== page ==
I doubt that there is another dramatic work, excepting Shakespeare’s plays, that has been translated into so many different mediums in the performing arts as DISRAELI. First debuting as a play in 1911, it was turned into that most peculiar relative of the spoken stage – a silent film, in 1921. At the end of that decade this vehicle was reinvented as an Academy Award-winning “talking picture.” Nearly a decade later, the play-cum-silent film-cum-talkie was turned into an hour-long radio broadcast heard around the world via the CBS network and shortwave in 1938. Perhaps the most remarkable aspect of DISRAELI is that ALL of its various incarnations starred the same actor – George Arliss.
The play was written specifically for Mr. A by the then-famous playwright Louis N. (for Napoleon) Parker. There was one problem – Parker had never seen Arliss perform on the stage. Then Parker quit saying that a play about Benjamin Disraeli, the British prime minister of the 1870s, couldn’t be written. Mr. A convinced Parker it could be written and explained how. Parker completed his play due largely to its star’s role as midwife.
The final scene where Disraeli receives a telegram he fears will tell him of his wife’s death: Mr. A with Marguerite St. John, the first actress to play Lady Beaconsfield (Mrs. Disraeli) on the stage.
Mr. A starred in DISRAELI for five consecutive years, from 1911 to 1915, then revived it thereafter. Here is the cast for a 1917 revival – note that Florence Arliss plays Lady Beaconsfield. Also, note that the ingenue role of Lady Clarissa is played by the talented, ill-fated Jeanne Eagels:
A rare glass slide advertising the silent film in theaters:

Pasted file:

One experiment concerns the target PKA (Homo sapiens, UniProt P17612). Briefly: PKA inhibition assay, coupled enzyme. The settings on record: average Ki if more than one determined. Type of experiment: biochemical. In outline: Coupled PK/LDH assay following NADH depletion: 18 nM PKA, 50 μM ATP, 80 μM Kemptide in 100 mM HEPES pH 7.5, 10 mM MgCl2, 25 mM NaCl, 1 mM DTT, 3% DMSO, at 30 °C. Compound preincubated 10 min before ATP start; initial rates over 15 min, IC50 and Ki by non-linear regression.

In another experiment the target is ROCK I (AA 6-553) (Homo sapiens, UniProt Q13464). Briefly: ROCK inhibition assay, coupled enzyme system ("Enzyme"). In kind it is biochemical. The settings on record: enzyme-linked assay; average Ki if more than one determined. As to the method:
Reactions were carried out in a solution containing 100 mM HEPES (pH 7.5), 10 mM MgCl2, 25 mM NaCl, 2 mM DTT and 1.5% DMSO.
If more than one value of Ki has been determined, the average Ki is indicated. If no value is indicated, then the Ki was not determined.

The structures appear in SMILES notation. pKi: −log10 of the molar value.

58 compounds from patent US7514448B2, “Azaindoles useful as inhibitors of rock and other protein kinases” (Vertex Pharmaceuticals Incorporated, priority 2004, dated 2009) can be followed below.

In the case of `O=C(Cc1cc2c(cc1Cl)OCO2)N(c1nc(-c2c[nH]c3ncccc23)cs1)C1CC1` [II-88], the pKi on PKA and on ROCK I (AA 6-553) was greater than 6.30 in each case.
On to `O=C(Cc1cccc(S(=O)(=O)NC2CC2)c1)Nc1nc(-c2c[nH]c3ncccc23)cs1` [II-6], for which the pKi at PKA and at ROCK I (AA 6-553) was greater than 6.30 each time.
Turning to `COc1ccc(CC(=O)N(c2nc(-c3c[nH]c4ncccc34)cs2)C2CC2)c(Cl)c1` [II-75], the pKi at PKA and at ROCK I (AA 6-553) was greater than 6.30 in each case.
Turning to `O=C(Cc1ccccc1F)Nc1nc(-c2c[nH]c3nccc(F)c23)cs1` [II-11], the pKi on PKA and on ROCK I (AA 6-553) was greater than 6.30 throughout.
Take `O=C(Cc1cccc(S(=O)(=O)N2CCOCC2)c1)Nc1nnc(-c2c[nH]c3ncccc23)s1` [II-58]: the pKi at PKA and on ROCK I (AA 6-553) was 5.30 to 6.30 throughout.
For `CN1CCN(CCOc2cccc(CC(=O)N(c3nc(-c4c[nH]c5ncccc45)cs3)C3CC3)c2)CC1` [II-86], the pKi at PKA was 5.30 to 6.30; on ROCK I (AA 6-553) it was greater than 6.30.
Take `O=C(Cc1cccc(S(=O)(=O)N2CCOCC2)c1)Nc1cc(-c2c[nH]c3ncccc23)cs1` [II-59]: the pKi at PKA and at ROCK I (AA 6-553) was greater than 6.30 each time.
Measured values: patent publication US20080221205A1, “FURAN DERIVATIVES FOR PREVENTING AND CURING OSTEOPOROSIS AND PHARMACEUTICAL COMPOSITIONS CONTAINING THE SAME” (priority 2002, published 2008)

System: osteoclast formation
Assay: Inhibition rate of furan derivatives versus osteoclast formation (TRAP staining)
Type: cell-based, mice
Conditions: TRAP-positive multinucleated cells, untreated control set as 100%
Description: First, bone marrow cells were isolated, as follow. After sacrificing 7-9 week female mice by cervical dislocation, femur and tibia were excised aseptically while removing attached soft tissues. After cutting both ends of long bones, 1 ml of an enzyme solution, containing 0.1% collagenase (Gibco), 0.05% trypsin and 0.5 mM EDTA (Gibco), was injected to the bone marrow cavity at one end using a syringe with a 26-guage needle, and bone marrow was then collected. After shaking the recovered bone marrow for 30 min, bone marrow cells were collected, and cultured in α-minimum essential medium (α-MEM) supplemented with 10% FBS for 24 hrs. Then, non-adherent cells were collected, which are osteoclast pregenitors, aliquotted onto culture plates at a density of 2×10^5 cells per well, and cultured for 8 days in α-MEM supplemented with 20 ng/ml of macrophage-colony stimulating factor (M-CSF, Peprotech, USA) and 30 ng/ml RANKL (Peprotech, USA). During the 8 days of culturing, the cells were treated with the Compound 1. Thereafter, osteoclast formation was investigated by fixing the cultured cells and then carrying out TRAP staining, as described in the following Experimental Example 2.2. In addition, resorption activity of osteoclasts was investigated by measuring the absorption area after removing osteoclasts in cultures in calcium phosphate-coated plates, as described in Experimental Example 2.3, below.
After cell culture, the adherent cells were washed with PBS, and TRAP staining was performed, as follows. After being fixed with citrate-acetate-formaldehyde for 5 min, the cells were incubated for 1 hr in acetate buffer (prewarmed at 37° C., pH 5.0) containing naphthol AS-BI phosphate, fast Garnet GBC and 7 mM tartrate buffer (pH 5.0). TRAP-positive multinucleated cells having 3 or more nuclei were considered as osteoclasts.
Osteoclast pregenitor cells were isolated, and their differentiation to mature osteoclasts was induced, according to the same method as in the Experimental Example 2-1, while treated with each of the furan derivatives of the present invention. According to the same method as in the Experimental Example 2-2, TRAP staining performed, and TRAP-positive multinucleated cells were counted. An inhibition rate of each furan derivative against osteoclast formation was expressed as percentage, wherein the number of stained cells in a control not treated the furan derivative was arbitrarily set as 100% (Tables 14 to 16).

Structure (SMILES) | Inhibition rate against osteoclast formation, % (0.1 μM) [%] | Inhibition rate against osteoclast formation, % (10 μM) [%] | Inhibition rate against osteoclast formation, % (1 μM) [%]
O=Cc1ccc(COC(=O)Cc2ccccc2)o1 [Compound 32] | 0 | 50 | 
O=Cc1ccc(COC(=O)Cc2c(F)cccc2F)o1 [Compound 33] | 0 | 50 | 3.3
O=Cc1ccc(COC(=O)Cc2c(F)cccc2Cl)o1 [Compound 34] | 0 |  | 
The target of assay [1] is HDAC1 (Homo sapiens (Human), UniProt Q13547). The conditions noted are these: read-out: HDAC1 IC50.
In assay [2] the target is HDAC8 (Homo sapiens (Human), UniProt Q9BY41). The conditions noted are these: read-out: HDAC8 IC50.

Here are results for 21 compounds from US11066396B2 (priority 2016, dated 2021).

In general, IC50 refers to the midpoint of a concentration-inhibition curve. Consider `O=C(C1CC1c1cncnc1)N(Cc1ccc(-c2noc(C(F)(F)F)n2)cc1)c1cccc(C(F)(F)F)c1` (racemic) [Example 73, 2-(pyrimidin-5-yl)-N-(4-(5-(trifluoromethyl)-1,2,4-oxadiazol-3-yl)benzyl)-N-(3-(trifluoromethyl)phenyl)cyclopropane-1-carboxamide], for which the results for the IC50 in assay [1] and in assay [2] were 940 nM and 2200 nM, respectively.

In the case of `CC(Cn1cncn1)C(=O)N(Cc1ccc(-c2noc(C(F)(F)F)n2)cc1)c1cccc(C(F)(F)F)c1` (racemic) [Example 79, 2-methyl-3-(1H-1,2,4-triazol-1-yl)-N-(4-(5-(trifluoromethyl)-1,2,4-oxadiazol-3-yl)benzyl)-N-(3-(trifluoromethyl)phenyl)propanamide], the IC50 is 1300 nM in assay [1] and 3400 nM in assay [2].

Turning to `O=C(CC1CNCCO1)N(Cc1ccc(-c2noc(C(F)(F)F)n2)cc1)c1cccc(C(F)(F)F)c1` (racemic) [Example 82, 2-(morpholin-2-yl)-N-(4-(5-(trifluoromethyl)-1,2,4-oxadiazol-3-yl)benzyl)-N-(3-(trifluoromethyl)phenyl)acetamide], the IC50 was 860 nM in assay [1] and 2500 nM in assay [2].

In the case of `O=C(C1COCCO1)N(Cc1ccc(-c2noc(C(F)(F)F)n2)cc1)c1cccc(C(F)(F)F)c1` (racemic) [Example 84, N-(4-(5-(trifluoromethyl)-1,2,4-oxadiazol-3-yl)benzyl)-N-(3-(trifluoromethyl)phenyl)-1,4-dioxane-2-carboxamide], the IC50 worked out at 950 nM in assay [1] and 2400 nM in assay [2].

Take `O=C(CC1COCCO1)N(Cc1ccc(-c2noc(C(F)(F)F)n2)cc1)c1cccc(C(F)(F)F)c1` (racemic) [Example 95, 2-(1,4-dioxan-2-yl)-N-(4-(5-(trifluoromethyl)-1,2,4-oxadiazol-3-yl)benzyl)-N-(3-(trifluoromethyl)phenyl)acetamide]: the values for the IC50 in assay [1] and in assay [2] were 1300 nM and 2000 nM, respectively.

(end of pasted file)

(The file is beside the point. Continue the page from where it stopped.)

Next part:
Margaret Dale plays the spy, Mrs. Travers. Dale had played the role continuously since 1911 and never missed a performance, not even in this film version.
Back to the movie:
Joan Bennett at the beginning of her very successful career. When I showed DISRAELI in college in 1970, I had the idea to write a thesis and wrote to Ms. Bennett to ask what Mr. A was like to work with. Here is her reply:
Now about that bad check for the Suez Canal: Congress didn’t invent “stop gap spending.” Here the Prime Minister threatens to ruin the Bank of England if its president, stuffy Lord Probert (David Torrence), doesn’t cover the check:
Probert signs to save the Bank but is dismayed that Disraeli has such power.
On January 17, 1938, George Arliss made his dramatic radio debut on the CBS network with DISRAELI. This live broadcast on the Lux Radio Theater was heard all over the world and brought to the microphone much of the cast of the 1929 film version including Florence Arliss, Ivan Simpson, Doris Lloyd, and David Torrence. Mr. A was nearly 70 years old and noted that more people heard this one broadcast than all the audiences combined from his years performing in the play, the silent film, and the talkie:
Here’s the photo’s original press caption:
Want to hear this broadcast from long ago? It is right at your fingertips so just click below: